HS2 Tory Rebellion 'Could Be Bigger' Says Conservative MP Michael Fabricant

A Conservative rebellion against a £50 billion high-speed rail link would be nearer 100 MPs if Labour opposed the project, a former Government whip claimed.

Tory Michael Fabricant said he knew between 80 to 100 of his fellow MPs have "really serious doubts" about HS2, amid talk around 30 to 40 Conservatives will vote against the Government in the House of Commons tomorrow.

But the Lichfield Tory said several MPs were reluctant to "use up our stocks" with the party's enforcers when the project is expected to clear its second reading thanks to support from Labour.

The proposed route is highly controversial

The HS2 link between London, the Midlands and the North of England is expected to cost £42.6 billion, which includes contingencies, with £7.5 billion for the trains.

Fabricant is among the senior Tories who have tabled amendments in an attempt to block the Government's plans.

He wants the coalition to bring forward a cheaper and more environmentally "sympathetic" route and has warned the line as set out in the High Speed Rail (London-West Midlands) Bill is "significantly more costly" than it need be to reduce damage to the environment.

Speaking on Murnaghan on Sky News, Fabricant said: "If Labour was against it then the rebellion would be a lot bigger than 40.

"The Government whips... advised Number 10 that without having Labour support, the legislation wouldn't get through.

"And I believe very, very clearly from all the consultations that we did that if Labour wasn't supporting it the legislation wouldn't go through.

"It'd be double the amount of rebellion that we've got now. People are saying, 'Well, if it's going to go through anyway why use up our stocks with the whips?'

"So probably... only 30 or 40 will rebel but I can tell you 80 to 100 people have really serious doubts either about the principle of HS2, including its costs, or, as in my case, the implementation of HS2."

The principles of HS2 are expected to be debated until 11pm in the Commons tomorrow while up to four hours will be scheduled on Tuesday to debate processes connected to the Hybrid Bill, which allows opponents to submit petitions and certain individuals and groups can state their case before a select committee.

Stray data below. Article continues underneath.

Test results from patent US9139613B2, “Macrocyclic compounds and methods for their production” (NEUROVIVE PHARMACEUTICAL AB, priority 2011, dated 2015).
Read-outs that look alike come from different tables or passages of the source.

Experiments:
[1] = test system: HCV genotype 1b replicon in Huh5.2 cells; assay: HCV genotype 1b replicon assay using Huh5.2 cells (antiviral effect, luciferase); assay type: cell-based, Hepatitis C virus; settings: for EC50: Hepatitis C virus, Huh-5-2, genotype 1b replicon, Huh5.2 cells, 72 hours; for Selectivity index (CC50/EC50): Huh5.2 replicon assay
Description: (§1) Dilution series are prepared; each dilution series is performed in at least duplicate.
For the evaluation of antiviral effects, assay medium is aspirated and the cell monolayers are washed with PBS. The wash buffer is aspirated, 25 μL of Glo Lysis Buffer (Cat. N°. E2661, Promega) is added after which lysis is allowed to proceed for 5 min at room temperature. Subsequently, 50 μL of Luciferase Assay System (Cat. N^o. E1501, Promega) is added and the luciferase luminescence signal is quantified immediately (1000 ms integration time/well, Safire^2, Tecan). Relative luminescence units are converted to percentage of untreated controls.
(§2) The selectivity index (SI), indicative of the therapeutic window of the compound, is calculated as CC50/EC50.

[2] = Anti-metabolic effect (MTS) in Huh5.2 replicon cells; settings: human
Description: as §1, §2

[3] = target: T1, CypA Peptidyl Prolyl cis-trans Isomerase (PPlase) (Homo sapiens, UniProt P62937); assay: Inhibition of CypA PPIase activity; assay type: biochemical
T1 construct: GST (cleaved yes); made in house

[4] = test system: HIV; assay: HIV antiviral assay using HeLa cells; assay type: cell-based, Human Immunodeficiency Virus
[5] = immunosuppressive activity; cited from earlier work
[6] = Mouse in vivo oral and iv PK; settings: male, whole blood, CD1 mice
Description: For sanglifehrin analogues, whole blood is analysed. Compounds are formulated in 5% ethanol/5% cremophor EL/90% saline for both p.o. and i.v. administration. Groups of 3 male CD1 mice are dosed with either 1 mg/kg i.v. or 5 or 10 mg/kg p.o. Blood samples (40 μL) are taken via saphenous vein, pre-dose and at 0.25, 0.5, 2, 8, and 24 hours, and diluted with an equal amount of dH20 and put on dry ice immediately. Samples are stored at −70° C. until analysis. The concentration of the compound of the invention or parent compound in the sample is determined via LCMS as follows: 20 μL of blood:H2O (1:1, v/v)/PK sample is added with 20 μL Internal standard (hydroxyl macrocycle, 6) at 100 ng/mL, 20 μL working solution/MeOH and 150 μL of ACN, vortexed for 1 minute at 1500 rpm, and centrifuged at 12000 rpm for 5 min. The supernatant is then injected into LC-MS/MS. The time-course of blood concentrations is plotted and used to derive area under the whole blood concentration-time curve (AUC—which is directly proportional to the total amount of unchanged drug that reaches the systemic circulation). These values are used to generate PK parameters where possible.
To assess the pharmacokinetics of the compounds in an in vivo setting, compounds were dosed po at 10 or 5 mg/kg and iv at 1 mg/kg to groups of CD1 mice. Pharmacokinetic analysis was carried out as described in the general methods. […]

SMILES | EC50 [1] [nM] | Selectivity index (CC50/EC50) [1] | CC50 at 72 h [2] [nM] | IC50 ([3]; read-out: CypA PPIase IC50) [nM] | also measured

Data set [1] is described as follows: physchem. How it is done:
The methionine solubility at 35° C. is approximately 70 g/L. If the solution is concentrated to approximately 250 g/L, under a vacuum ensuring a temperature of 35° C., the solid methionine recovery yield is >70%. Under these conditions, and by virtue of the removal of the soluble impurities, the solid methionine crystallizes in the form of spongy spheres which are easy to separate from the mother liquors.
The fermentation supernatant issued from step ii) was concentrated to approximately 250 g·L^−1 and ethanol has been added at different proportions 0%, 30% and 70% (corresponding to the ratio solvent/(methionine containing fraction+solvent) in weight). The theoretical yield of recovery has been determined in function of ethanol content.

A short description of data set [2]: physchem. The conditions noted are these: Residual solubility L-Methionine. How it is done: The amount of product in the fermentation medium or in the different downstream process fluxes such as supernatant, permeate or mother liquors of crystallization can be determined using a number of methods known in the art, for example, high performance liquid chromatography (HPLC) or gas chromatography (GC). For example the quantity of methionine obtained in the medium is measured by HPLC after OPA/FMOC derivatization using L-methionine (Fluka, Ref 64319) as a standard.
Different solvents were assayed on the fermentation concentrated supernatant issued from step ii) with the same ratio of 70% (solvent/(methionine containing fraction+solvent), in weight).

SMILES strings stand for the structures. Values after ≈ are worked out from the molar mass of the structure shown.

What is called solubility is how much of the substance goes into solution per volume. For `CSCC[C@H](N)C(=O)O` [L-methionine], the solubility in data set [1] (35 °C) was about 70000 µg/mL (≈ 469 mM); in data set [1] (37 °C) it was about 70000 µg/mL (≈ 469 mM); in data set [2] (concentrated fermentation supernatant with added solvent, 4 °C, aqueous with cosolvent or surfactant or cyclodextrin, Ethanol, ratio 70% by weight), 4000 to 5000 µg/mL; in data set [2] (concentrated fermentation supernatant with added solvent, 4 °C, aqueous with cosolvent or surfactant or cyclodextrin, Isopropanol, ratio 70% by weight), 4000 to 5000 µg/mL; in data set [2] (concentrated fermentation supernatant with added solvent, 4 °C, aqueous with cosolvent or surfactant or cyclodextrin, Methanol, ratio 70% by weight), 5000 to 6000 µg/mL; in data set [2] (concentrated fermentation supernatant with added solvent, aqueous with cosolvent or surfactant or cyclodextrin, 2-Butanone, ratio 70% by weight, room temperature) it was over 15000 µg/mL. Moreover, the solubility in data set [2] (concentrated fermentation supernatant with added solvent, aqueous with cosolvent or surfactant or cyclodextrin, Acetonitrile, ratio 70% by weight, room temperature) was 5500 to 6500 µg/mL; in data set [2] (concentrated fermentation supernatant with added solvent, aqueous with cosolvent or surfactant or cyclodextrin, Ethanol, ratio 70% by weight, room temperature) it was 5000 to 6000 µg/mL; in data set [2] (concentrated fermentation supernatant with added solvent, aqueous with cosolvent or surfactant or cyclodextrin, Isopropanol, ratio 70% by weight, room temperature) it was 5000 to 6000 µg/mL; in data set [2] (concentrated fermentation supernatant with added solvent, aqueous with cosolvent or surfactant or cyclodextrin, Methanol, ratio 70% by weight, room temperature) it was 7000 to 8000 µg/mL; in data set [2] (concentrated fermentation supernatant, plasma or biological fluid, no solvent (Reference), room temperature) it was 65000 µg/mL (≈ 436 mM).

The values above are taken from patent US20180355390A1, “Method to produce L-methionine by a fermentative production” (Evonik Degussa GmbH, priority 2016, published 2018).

Former Wales secretary Cheryl Gillan has tabled a cross-party amendment to block the Bill and vowed to vote against the second reading.

The Conservative told the Press Association: "There is no doubt that with all three parties whipped to support HS2, there is no chance to stop it.

"But I have to register opposition on behalf of the many people who do not want this project.

"I will have some colleagues with me - I'm sure a lot of people will be pressured to abstain. I don't expect any ministerial colleagues to vote against the Bill - and neither should they, I want to have people inside the tent as well as outside."

Ms Gillan said she was disappointed the Government had not listened to demands to allow an open-ended debate, instead curtailing discussion at 11pm tomorrow - an extra 60 minutes compared to the usual arrangements for Monday sittings.

She said: "We may have as little as 10 minutes to put across our arguments," she said. "For a Government that wants to be transparent and bring people along with them, the right thing would be to allow a full debate.

"This is rubbish."

Shadow transport secretary Mary Creagh confirmed that Labour would be backing the Bill tomorrow.

"With the costs going up we had to look again at it, we had that look and we're backing the project," she told Sky News' Murnaghan programme.

"There are a lot of my Shadow Cabinet colleagues where it goes through their constituencies and they are absolutely right to raise those local issues.

"The Phase Two route consultation closed in January, we've got to see what changes, if any, there are to that route and the Government needs to get on and spell out what they are.

"But what we're also saying is we know there is a 2.3 cost benefit analysis, so you get £2.3 back for every pound that you put in.

"Railways go on for hundreds of years, they don't stop after 50 or a hundred years, they keep on going as we're seeing with Brunel's railway down to the South West which sadly fell into the sea.

"We've got to invest in our transport infrastructure but we've got to keep costs under control as well."